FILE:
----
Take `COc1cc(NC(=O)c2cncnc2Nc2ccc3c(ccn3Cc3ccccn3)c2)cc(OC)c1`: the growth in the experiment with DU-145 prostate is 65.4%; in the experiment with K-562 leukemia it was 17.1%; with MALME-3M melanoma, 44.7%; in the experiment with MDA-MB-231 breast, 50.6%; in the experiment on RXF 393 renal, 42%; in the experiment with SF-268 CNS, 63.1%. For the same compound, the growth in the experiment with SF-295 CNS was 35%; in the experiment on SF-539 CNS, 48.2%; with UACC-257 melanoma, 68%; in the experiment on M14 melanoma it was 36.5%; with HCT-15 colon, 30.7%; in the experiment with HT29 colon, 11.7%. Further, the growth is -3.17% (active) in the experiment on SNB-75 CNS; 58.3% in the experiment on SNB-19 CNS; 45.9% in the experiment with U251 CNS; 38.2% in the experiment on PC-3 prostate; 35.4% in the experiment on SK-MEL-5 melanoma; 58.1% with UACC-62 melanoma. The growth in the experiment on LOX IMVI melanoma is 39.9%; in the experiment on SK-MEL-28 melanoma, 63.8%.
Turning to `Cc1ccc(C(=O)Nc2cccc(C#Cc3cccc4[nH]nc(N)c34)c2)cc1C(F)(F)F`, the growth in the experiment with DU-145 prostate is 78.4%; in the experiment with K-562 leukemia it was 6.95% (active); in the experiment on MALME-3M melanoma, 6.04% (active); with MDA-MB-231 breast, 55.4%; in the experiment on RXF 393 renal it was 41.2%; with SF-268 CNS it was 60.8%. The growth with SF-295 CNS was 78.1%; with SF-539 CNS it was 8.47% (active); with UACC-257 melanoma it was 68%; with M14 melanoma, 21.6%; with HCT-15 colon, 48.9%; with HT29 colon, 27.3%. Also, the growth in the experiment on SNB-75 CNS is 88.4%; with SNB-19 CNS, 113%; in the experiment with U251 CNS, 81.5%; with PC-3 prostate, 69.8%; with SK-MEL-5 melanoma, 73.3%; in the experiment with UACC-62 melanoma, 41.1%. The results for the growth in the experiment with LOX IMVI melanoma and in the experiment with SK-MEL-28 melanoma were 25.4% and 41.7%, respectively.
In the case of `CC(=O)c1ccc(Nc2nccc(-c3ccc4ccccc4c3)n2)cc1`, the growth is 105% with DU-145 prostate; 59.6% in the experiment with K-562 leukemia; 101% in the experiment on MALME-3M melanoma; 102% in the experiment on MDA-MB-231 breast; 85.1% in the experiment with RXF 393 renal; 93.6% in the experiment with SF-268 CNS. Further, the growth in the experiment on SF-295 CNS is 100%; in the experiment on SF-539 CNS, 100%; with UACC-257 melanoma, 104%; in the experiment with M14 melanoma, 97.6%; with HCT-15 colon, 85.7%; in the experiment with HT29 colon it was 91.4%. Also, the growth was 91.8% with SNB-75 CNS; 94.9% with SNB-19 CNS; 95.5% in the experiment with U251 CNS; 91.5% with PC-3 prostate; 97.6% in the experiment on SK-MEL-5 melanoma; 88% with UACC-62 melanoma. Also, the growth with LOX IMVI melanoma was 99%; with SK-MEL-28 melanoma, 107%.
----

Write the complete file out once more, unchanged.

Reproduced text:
Take `COc1cc(NC(=O)c2cncnc2Nc2ccc3c(ccn3Cc3ccccn3)c2)cc(OC)c1`: the growth in the experiment with DU-145 prostate is 65.4%; in the experiment with K-562 leukemia it was 17.1%; with MALME-3M melanoma, 44.7%; in the experiment with MDA-MB-231 breast, 50.6%; in the experiment on RXF 393 renal, 42%; in the experiment with SF-268 CNS, 63.1%. For the same compound, the growth in the experiment with SF-295 CNS was 35%; in the experiment on SF-539 CNS, 48.2%; with UACC-257 melanoma, 68%; in the experiment on M14 melanoma it was 36.5%; with HCT-15 colon, 30.7%; in the experiment with HT29 colon, 11.7%. Further, the growth is -3.17% (active) in the experiment on SNB-75 CNS; 58.3% in the experiment on SNB-19 CNS; 45.9% in the experiment with U251 CNS; 38.2% in the experiment on PC-3 prostate; 35.4% in the experiment on SK-MEL-5 melanoma; 58.1% with UACC-62 melanoma. The growth in the experiment on LOX IMVI melanoma is 39.9%; in the experiment on SK-MEL-28 melanoma, 63.8%.
Turning to `Cc1ccc(C(=O)Nc2cccc(C#Cc3cccc4[nH]nc(N)c34)c2)cc1C(F)(F)F`, the growth in the experiment with DU-145 prostate is 78.4%; in the experiment with K-562 leukemia it was 6.95% (active); in the experiment on MALME-3M melanoma, 6.04% (active); with MDA-MB-231 breast, 55.4%; in the experiment on RXF 393 renal it was 41.2%; with SF-268 CNS it was 60.8%. The growth with SF-295 CNS was 78.1%; with SF-539 CNS it was 8.47% (active); with UACC-257 melanoma it was 68%; with M14 melanoma, 21.6%; with HCT-15 colon, 48.9%; with HT29 colon, 27.3%. Also, the growth in the experiment on SNB-75 CNS is 88.4%; with SNB-19 CNS, 113%; in the experiment with U251 CNS, 81.5%; with PC-3 prostate, 69.8%; with SK-MEL-5 melanoma, 73.3%; in the experiment with UACC-62 melanoma, 41.1%. The results for the growth in the experiment with LOX IMVI melanoma and in the experiment with SK-MEL-28 melanoma were 25.4% and 41.7%, respectively.
In the case of `CC(=O)c1ccc(Nc2nccc(-c3ccc4ccccc4c3)n2)cc1`, the growth is 105% with DU-145 prostate; 59.6% in the experiment with K-562 leukemia; 101% in the experiment on MALME-3M melanoma; 102% in the experiment on MDA-MB-231 breast; 85.1% in the experiment with RXF 393 renal; 93.6% in the experiment with SF-268 CNS. Further, the growth in the experiment on SF-295 CNS is 100%; in the experiment on SF-539 CNS, 100%; with UACC-257 melanoma, 104%; in the experiment with M14 melanoma, 97.6%; with HCT-15 colon, 85.7%; in the experiment with HT29 colon it was 91.4%. Also, the growth was 91.8% with SNB-75 CNS; 94.9% with SNB-19 CNS; 95.5% in the experiment with U251 CNS; 91.5% with PC-3 prostate; 97.6% in the experiment on SK-MEL-5 melanoma; 88% with UACC-62 melanoma. Also, the growth with LOX IMVI melanoma was 99%; with SK-MEL-28 melanoma, 107%.